Magnesium3 Supplement Facts & Caution Data Sheet

      References:

      1 Ranade VV, Somberg JC. Am J Ther. 2001;8(5):345-57.

      2 Schuette SA, et al. JPEN J Parenter Enteral Nutr. 1994;18(5):430-5.

      3 Lindberg JS, et al. J Am Coll Nutr. 1990;9(1):48-55.

      4 Walker AF, et al. Magnes Res. 2003;16(3):183-91.

      5 Wilimzig C, et al. Eur J Clin Pharmacol. 1996;49(4):317-23.

      6 Romani AM. Met Ions Life Sci. 2013;13:49-79. doi: 10.1007/978-94-007-7500-8_3.

      7 Ross AC, et al., eds. Modern Nutrition in Health and Disease. 11th ed. Baltimore, Mass: Lippincott Williams & Wilkins; 2012:159-75.

      8 Rayssiguier Y, et al. Magnes Res. 2010;23(2):73-80.

      9 Altura BM, et al. Int J Clin Exp Med. 2013;6(10):861-79.

      10 Mazur A, et al. Arch Biochem Biophys. 2007;458(1):48-56.

      11 Swaminathan R. Clin Biochem Rev. 2003;24(2):47-66.

      12 Supakatisant C, Phupong V. Matern Child Nutr. 2015;11(2):139-45. doi: 10.1111/j.1740-8709.2012.00440.x.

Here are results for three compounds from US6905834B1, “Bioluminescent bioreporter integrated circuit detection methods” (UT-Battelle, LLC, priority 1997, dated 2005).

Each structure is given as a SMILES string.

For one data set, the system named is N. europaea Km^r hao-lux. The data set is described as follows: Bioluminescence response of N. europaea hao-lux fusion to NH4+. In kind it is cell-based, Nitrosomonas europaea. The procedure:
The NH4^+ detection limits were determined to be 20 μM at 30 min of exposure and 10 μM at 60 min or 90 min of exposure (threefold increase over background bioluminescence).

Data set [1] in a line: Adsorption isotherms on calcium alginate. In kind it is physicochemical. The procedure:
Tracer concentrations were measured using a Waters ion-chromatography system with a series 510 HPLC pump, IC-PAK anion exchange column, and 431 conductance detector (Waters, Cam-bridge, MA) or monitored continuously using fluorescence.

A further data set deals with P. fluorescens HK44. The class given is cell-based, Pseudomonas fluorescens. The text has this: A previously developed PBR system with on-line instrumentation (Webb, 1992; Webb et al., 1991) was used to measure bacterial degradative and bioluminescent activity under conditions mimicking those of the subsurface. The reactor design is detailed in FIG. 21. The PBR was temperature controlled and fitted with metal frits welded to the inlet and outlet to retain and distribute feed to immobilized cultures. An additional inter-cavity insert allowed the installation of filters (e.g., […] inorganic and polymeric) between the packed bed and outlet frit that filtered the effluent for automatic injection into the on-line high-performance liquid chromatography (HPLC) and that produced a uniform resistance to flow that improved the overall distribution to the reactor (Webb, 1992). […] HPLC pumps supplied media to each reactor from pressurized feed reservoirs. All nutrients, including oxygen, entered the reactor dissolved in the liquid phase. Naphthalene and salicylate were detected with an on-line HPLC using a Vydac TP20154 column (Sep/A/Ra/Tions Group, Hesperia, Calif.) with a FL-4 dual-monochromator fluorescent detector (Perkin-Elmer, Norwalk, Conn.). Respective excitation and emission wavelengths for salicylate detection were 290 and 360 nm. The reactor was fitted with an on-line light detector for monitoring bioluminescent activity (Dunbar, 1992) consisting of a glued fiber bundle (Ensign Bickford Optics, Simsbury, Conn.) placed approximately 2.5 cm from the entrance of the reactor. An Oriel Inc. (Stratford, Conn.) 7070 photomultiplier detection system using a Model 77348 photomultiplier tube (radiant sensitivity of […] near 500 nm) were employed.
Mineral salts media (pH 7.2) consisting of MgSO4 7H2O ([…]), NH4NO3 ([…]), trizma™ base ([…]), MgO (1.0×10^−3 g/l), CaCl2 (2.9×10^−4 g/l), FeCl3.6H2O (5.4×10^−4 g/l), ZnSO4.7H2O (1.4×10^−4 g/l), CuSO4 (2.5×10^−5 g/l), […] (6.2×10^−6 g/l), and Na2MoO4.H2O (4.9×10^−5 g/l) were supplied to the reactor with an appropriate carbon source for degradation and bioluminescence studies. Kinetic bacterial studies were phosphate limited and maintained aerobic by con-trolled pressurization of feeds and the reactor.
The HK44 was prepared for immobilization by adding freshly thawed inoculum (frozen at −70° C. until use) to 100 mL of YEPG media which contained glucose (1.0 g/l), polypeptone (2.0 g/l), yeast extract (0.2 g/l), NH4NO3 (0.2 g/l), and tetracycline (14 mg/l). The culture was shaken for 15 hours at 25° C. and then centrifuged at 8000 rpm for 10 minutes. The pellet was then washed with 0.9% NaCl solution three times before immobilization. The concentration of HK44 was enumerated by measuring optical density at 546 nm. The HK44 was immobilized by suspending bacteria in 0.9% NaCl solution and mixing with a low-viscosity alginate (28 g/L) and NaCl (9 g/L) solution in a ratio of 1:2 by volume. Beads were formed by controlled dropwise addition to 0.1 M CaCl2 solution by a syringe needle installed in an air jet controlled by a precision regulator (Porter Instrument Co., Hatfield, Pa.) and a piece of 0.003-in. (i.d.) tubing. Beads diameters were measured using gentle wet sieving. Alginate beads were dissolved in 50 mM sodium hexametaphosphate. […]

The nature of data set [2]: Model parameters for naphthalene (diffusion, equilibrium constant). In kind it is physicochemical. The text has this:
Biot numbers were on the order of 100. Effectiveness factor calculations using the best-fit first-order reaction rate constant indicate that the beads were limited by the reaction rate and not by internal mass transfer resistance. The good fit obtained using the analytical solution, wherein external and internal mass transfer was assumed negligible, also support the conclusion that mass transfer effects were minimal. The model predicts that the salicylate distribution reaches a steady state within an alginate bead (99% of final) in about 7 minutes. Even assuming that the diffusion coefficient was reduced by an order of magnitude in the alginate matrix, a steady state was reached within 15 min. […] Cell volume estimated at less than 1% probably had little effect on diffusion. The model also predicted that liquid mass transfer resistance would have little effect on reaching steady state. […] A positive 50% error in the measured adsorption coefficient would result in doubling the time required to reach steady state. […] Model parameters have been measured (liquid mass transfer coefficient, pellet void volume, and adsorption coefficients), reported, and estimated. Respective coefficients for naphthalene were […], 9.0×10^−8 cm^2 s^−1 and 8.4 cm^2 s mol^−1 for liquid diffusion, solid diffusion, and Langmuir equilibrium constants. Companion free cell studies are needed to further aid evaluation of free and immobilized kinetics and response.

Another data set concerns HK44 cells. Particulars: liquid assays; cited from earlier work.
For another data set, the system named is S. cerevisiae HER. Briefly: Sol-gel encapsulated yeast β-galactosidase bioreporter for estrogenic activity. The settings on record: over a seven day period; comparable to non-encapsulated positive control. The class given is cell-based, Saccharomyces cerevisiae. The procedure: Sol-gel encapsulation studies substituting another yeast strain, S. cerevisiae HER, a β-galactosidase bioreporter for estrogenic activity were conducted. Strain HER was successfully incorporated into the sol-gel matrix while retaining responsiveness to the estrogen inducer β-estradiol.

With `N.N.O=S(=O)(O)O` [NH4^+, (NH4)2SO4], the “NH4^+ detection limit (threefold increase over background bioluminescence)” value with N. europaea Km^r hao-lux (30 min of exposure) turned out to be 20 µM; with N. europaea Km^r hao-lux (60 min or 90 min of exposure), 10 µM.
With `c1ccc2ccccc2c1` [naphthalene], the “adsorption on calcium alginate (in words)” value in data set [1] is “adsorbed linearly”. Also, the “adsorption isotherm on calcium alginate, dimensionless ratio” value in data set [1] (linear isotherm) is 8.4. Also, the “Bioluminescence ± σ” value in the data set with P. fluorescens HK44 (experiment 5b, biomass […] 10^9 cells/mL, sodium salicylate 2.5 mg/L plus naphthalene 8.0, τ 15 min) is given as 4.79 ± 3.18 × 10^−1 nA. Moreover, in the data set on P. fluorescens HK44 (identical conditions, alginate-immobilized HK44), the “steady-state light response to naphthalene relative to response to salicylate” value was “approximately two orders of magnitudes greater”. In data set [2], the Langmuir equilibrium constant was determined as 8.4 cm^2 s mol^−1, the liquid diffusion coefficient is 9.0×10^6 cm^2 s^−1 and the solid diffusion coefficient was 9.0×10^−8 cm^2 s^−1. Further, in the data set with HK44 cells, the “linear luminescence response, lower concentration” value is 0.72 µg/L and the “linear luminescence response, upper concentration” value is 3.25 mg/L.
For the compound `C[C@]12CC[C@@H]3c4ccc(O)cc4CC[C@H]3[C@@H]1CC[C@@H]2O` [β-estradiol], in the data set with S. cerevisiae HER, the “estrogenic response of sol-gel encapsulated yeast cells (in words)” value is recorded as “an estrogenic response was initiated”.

13 Aydin H, et al. Biol Trace Elem Res. 2010;133(2):136-43.

      14 Mocci F, et al. Occup Med (Lond). 2001;51(1):56-61.

      15 Whyte KF, et al. Clin Sci. 1987;72(1):135-8.

      16 Seelig MS. J Am Coll Nutr. 1994;13(5):429-46.

      17 Golf SW, et al. Cardiovasc Drugs Ther. 1998;12 Suppl 2:197-202.

      18 Jahnen-Dechent W, Ketteler M. Clin Kidney J. 2012;5(Suppl 1):i3-i14.

      19 Singewald N, et al. Neuropharmacology. 2004;47(8):1189-97.

      20 Cheungpasitporn W, et al. Intern Med J. 2015;45(4):436-40.

      21 Long S, Romani AM. Austin J Nutr Food Sci. 2014;2(10).

      22 Gröber U, et al. Nutrients. 2015;7(9):8199-226.

      23 Rosanoff A, et al. Nutr Rev. 2012;70(3):153-64.

      24 Dasgupta A, et al. Indian J Endocrinol Metab. 2012;16(6):1000-3.

      25 Heer M, Egert S. Diabetes Metab Res Rev. 2015;31(1):14-35.

      26 Rotter I, et al. Magnes Res. 2015;28(3):99-107. doi: 10.1684/mrh.2015.0391.